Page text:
The Easy Elegance of a Lowcountry Home — Heather Hungeling Design


With my kitchen design studio being based in the busy Delta hub of Atlanta, it has made it easy to take on projects all over the U.S. I’m very appreciative of being able to be so far-reaching with my business. However, whenever I get a call from a potential client to work on a Lowcountry home, on a stretch of South Carolina’s coastline, my heart always does a little extra flutter. I love to visit this part of our beautiful country, especially in the dead of winter when Atlanta is feeling a bit dreary…a.k.a. January.

If you’ve never had the opportunity to visit the Lowcountry area, you need to go right away. The architecture alone will take your breath away, and the food will melt your soul. Nestled between Charleston and Savannah is a particularly charming community called Palmetto Bluff. I had an opportunity to work on a Lowcountry home there a few years ago. I’ve never profiled this project on my blog before, so I thought I would share it with you today. I think it perfectly captures the serene quality of Palmetto Bluff, with its soothing greens and blues, reminiscent of the coastal marshes.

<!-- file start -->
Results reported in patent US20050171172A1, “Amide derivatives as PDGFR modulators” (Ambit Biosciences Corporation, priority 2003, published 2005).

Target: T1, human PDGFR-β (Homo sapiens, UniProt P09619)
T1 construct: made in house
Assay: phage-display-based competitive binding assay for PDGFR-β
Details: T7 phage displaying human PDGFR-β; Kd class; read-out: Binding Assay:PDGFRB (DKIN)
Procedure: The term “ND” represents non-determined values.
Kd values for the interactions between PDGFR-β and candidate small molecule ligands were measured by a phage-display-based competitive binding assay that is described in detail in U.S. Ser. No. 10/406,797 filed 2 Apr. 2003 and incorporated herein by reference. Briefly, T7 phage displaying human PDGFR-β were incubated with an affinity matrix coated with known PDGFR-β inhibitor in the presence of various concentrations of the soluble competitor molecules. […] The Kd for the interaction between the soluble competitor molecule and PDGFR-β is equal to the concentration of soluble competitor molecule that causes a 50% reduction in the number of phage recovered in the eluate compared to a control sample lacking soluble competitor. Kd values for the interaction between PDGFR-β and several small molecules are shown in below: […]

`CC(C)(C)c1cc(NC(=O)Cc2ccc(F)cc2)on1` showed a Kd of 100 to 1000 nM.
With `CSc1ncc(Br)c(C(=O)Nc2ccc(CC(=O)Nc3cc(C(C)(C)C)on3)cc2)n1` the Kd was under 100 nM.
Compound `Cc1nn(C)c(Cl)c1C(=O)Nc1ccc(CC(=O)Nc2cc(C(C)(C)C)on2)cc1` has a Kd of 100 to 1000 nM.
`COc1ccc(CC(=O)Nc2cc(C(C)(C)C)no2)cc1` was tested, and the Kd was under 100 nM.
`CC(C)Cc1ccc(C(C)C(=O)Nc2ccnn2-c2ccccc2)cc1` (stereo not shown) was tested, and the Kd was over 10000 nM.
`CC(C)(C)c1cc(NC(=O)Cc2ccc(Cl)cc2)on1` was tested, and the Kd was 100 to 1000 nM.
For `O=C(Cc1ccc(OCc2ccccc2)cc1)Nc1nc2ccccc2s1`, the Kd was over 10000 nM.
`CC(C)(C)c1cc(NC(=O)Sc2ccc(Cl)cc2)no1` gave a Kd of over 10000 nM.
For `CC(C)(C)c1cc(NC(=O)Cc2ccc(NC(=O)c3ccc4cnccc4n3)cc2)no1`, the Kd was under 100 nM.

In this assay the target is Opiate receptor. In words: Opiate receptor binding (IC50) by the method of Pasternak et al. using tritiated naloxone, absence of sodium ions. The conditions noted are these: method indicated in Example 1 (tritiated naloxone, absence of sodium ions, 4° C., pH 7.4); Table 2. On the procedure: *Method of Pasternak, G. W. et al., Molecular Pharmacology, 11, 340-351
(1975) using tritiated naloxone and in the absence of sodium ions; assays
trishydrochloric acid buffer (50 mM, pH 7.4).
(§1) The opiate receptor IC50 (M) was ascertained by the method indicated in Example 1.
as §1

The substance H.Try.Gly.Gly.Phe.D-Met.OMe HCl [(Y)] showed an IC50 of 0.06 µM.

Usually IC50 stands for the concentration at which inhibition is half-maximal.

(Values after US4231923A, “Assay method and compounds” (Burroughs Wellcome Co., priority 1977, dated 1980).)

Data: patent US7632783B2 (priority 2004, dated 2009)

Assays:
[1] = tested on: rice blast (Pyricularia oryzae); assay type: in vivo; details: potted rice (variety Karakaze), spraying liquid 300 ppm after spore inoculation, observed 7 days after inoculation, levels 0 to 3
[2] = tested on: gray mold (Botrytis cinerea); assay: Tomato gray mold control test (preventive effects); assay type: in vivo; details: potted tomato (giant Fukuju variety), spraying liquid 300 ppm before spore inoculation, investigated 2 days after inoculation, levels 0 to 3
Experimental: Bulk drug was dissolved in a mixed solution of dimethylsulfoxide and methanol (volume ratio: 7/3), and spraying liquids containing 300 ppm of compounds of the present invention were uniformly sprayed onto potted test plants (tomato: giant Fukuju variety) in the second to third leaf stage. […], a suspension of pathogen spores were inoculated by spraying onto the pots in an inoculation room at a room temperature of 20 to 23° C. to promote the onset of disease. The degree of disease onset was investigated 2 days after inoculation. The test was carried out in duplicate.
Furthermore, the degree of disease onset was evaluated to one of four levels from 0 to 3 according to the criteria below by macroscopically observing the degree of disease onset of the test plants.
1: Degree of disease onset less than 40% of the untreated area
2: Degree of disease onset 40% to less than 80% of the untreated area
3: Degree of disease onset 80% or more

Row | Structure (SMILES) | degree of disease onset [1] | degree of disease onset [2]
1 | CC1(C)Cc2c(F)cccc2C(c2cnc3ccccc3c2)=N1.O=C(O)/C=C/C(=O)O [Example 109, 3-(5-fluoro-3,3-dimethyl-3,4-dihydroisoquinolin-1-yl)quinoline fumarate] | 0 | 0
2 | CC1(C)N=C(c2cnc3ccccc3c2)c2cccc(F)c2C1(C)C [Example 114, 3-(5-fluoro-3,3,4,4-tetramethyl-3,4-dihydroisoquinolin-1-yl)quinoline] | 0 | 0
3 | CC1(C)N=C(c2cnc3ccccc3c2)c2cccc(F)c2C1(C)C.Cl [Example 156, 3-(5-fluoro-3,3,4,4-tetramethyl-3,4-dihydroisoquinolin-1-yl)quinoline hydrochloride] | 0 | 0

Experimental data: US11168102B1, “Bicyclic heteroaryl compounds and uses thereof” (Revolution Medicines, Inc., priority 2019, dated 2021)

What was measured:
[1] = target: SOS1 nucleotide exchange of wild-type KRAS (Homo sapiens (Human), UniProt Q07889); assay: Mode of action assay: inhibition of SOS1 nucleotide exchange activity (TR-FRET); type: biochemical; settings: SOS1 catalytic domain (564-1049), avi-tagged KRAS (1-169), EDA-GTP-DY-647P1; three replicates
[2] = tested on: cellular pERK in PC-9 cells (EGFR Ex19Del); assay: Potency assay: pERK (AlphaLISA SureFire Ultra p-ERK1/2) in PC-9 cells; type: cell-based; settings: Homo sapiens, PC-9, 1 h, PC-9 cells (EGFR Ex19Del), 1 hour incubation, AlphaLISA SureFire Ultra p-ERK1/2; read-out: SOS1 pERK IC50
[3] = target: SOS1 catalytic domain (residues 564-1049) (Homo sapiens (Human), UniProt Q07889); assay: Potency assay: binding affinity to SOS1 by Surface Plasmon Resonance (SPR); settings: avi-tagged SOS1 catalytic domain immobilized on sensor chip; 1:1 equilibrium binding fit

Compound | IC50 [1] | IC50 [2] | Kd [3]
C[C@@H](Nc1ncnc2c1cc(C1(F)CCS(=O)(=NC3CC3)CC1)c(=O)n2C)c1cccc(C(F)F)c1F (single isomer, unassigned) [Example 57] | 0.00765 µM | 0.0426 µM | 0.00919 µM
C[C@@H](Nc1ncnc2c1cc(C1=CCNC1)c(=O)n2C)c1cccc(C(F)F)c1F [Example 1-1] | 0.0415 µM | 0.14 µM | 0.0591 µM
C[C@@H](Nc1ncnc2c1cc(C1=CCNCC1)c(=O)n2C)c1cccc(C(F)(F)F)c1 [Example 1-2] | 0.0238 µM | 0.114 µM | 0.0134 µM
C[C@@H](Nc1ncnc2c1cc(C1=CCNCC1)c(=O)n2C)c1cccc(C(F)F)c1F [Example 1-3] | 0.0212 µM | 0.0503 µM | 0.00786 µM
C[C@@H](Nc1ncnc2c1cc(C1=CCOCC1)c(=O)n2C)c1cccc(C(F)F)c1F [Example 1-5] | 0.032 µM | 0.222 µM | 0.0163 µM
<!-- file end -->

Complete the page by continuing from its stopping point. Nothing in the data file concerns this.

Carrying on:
I think this project is particularly relevant now as people are beginning to crave a little more elegance served alongside the simplicity that has defined the last decade. So I think there’s much to hold dear about Lowcountry style, even if you’re not from these parts (written with a Southern drawl). In fact, the thing that I love most about this style for kitchens and bathrooms is that it could be adopted by just about anyone anywhere in the country.


Style Elements of a Lowcountry Home


    Lowcountry homes have a relaxing, almost contemplative quality about them. Nothing in the home should feel too contrived or take away from the tranquil environment. A shaker style door works well in the kitchen below while sticking with a flush-inset style of cabinetry by Clive Christian maintains a degree of elegance. Keep the moldings relatively simple as well. In the kitchen below, we used a fairly traditional hood surround to compliment the home’s historic look but we kept it simple and understated.

    In case you’re curious about the screen behind the range…that’s a special type of LCD television designed to be both heat and moisture resistant.


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